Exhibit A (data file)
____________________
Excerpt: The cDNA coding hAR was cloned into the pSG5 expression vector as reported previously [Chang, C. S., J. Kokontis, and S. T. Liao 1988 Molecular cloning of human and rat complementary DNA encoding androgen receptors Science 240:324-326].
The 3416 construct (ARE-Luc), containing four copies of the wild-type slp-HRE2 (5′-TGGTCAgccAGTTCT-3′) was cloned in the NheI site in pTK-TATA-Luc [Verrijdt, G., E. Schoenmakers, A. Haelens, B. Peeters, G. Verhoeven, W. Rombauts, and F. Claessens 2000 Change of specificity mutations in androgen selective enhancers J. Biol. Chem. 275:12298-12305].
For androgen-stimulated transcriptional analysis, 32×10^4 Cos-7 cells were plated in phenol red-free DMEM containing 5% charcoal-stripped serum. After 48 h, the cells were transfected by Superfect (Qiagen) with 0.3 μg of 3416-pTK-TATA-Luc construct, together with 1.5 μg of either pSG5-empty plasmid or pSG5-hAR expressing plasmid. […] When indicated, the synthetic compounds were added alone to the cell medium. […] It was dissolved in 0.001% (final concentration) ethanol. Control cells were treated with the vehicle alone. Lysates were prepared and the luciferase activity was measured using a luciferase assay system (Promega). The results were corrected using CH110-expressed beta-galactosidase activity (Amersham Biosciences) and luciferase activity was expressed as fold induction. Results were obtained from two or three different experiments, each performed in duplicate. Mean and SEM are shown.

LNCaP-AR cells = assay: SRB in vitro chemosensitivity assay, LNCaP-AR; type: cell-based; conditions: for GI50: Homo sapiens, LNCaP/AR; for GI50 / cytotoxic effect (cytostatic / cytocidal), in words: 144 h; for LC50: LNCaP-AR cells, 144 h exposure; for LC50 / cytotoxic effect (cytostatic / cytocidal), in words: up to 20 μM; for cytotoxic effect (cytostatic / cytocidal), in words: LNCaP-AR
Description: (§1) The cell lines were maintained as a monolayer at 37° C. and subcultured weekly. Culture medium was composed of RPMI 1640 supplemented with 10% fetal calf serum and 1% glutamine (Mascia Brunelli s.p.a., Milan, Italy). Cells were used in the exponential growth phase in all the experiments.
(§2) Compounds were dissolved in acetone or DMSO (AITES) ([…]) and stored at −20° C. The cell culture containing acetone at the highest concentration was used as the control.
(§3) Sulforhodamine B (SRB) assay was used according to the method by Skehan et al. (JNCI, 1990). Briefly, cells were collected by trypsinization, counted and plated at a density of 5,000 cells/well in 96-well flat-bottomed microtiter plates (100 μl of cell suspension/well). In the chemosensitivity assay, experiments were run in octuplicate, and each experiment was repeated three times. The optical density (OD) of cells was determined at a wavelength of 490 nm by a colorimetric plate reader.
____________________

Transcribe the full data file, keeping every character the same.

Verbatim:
Excerpt: The cDNA coding hAR was cloned into the pSG5 expression vector as reported previously [Chang, C. S., J. Kokontis, and S. T. Liao 1988 Molecular cloning of human and rat complementary DNA encoding androgen receptors Science 240:324-326].
The 3416 construct (ARE-Luc), containing four copies of the wild-type slp-HRE2 (5′-TGGTCAgccAGTTCT-3′) was cloned in the NheI site in pTK-TATA-Luc [Verrijdt, G., E. Schoenmakers, A. Haelens, B. Peeters, G. Verhoeven, W. Rombauts, and F. Claessens 2000 Change of specificity mutations in androgen selective enhancers J. Biol. Chem. 275:12298-12305].
For androgen-stimulated transcriptional analysis, 32×10^4 Cos-7 cells were plated in phenol red-free DMEM containing 5% charcoal-stripped serum. After 48 h, the cells were transfected by Superfect (Qiagen) with 0.3 μg of 3416-pTK-TATA-Luc construct, together with 1.5 μg of either pSG5-empty plasmid or pSG5-hAR expressing plasmid. […] When indicated, the synthetic compounds were added alone to the cell medium. […] It was dissolved in 0.001% (final concentration) ethanol. Control cells were treated with the vehicle alone. Lysates were prepared and the luciferase activity was measured using a luciferase assay system (Promega). The results were corrected using CH110-expressed beta-galactosidase activity (Amersham Biosciences) and luciferase activity was expressed as fold induction. Results were obtained from two or three different experiments, each performed in duplicate. Mean and SEM are shown.

LNCaP-AR cells = assay: SRB in vitro chemosensitivity assay, LNCaP-AR; type: cell-based; conditions: for GI50: Homo sapiens, LNCaP/AR; for GI50 / cytotoxic effect (cytostatic / cytocidal), in words: 144 h; for LC50: LNCaP-AR cells, 144 h exposure; for LC50 / cytotoxic effect (cytostatic / cytocidal), in words: up to 20 μM; for cytotoxic effect (cytostatic / cytocidal), in words: LNCaP-AR
Description: (§1) The cell lines were maintained as a monolayer at 37° C. and subcultured weekly. Culture medium was composed of RPMI 1640 supplemented with 10% fetal calf serum and 1% glutamine (Mascia Brunelli s.p.a., Milan, Italy). Cells were used in the exponential growth phase in all the experiments.
(§2) Compounds were dissolved in acetone or DMSO (AITES) ([…]) and stored at −20° C. The cell culture containing acetone at the highest concentration was used as the control.
(§3) Sulforhodamine B (SRB) assay was used according to the method by Skehan et al. (JNCI, 1990). Briefly, cells were collected by trypsinization, counted and plated at a density of 5,000 cells/well in 96-well flat-bottomed microtiter plates (100 μl of cell suspension/well). In the chemosensitivity assay, experiments were run in octuplicate, and each experiment was repeated three times. The optical density (OD) of cells was determined at a wavelength of 490 nm by a colorimetric plate reader.